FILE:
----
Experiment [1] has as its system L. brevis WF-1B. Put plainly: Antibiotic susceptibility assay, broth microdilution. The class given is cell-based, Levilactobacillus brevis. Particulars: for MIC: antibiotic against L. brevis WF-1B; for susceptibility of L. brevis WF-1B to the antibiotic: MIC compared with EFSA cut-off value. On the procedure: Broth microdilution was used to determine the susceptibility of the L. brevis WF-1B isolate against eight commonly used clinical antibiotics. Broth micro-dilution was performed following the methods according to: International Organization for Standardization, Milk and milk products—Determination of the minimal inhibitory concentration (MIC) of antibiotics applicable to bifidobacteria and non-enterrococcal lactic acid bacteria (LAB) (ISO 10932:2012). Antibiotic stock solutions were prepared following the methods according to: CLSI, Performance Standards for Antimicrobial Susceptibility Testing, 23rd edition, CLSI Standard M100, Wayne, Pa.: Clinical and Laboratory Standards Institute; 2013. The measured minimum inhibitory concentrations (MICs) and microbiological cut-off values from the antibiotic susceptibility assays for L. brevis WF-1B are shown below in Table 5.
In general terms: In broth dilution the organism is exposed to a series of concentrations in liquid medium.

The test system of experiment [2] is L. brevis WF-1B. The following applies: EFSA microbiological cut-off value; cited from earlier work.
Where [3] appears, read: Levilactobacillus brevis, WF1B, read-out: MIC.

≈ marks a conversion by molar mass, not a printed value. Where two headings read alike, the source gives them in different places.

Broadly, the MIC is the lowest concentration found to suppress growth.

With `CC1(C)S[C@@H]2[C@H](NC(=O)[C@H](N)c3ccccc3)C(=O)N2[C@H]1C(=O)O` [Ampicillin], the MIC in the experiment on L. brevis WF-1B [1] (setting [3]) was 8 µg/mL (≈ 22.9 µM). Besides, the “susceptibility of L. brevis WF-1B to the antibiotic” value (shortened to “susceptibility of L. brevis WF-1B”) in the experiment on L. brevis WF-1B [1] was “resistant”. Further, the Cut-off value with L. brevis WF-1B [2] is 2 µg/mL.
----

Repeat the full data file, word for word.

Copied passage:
Experiment [1] has as its system L. brevis WF-1B. Put plainly: Antibiotic susceptibility assay, broth microdilution. The class given is cell-based, Levilactobacillus brevis. Particulars: for MIC: antibiotic against L. brevis WF-1B; for susceptibility of L. brevis WF-1B to the antibiotic: MIC compared with EFSA cut-off value. On the procedure: Broth microdilution was used to determine the susceptibility of the L. brevis WF-1B isolate against eight commonly used clinical antibiotics. Broth micro-dilution was performed following the methods according to: International Organization for Standardization, Milk and milk products—Determination of the minimal inhibitory concentration (MIC) of antibiotics applicable to bifidobacteria and non-enterrococcal lactic acid bacteria (LAB) (ISO 10932:2012). Antibiotic stock solutions were prepared following the methods according to: CLSI, Performance Standards for Antimicrobial Susceptibility Testing, 23rd edition, CLSI Standard M100, Wayne, Pa.: Clinical and Laboratory Standards Institute; 2013. The measured minimum inhibitory concentrations (MICs) and microbiological cut-off values from the antibiotic susceptibility assays for L. brevis WF-1B are shown below in Table 5.
In general terms: In broth dilution the organism is exposed to a series of concentrations in liquid medium.

The test system of experiment [2] is L. brevis WF-1B. The following applies: EFSA microbiological cut-off value; cited from earlier work.
Where [3] appears, read: Levilactobacillus brevis, WF1B, read-out: MIC.

≈ marks a conversion by molar mass, not a printed value. Where two headings read alike, the source gives them in different places.

Broadly, the MIC is the lowest concentration found to suppress growth.

With `CC1(C)S[C@@H]2[C@H](NC(=O)[C@H](N)c3ccccc3)C(=O)N2[C@H]1C(=O)O` [Ampicillin], the MIC in the experiment on L. brevis WF-1B [1] (setting [3]) was 8 µg/mL (≈ 22.9 µM). Besides, the “susceptibility of L. brevis WF-1B to the antibiotic” value (shortened to “susceptibility of L. brevis WF-1B”) in the experiment on L. brevis WF-1B [1] was “resistant”. Further, the Cut-off value with L. brevis WF-1B [2] is 2 µg/mL.